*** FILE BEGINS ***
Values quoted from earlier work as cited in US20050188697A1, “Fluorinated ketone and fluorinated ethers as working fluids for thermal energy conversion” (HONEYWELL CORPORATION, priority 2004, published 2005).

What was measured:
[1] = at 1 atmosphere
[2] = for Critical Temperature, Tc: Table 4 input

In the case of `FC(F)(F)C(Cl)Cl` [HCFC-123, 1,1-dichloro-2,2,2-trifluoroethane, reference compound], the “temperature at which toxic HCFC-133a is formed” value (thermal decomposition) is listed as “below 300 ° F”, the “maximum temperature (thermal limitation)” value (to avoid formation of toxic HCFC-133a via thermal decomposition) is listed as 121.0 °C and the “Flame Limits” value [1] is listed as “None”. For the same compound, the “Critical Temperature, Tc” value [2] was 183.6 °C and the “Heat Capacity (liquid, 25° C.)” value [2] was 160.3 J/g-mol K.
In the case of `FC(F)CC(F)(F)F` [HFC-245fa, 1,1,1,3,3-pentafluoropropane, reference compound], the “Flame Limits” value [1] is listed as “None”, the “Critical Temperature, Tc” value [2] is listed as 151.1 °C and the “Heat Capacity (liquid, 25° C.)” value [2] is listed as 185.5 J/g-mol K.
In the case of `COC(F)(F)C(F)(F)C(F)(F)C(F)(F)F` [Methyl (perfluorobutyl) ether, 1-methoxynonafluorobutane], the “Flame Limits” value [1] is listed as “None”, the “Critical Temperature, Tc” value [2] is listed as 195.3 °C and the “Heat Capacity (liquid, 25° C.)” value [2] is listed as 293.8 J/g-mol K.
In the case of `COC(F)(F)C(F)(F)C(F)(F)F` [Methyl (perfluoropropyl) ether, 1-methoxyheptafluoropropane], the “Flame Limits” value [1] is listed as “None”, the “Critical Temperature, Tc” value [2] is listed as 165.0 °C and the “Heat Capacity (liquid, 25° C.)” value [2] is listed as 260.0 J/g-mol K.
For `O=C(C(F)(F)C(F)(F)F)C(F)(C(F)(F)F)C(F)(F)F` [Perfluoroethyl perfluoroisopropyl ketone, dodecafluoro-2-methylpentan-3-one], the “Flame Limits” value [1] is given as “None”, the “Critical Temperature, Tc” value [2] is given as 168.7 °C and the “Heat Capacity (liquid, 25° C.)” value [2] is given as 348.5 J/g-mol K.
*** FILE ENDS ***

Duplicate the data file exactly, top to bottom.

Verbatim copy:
Values quoted from earlier work as cited in US20050188697A1, “Fluorinated ketone and fluorinated ethers as working fluids for thermal energy conversion” (HONEYWELL CORPORATION, priority 2004, published 2005).

What was measured:
[1] = at 1 atmosphere
[2] = for Critical Temperature, Tc: Table 4 input

In the case of `FC(F)(F)C(Cl)Cl` [HCFC-123, 1,1-dichloro-2,2,2-trifluoroethane, reference compound], the “temperature at which toxic HCFC-133a is formed” value (thermal decomposition) is listed as “below 300 ° F”, the “maximum temperature (thermal limitation)” value (to avoid formation of toxic HCFC-133a via thermal decomposition) is listed as 121.0 °C and the “Flame Limits” value [1] is listed as “None”. For the same compound, the “Critical Temperature, Tc” value [2] was 183.6 °C and the “Heat Capacity (liquid, 25° C.)” value [2] was 160.3 J/g-mol K.
In the case of `FC(F)CC(F)(F)F` [HFC-245fa, 1,1,1,3,3-pentafluoropropane, reference compound], the “Flame Limits” value [1] is listed as “None”, the “Critical Temperature, Tc” value [2] is listed as 151.1 °C and the “Heat Capacity (liquid, 25° C.)” value [2] is listed as 185.5 J/g-mol K.
In the case of `COC(F)(F)C(F)(F)C(F)(F)C(F)(F)F` [Methyl (perfluorobutyl) ether, 1-methoxynonafluorobutane], the “Flame Limits” value [1] is listed as “None”, the “Critical Temperature, Tc” value [2] is listed as 195.3 °C and the “Heat Capacity (liquid, 25° C.)” value [2] is listed as 293.8 J/g-mol K.
In the case of `COC(F)(F)C(F)(F)C(F)(F)F` [Methyl (perfluoropropyl) ether, 1-methoxyheptafluoropropane], the “Flame Limits” value [1] is listed as “None”, the “Critical Temperature, Tc” value [2] is listed as 165.0 °C and the “Heat Capacity (liquid, 25° C.)” value [2] is listed as 260.0 J/g-mol K.
For `O=C(C(F)(F)C(F)(F)F)C(F)(C(F)(F)F)C(F)(F)F` [Perfluoroethyl perfluoroisopropyl ketone, dodecafluoro-2-methylpentan-3-one], the “Flame Limits” value [1] is given as “None”, the “Critical Temperature, Tc” value [2] is given as 168.7 °C and the “Heat Capacity (liquid, 25° C.)” value [2] is given as 348.5 J/g-mol K.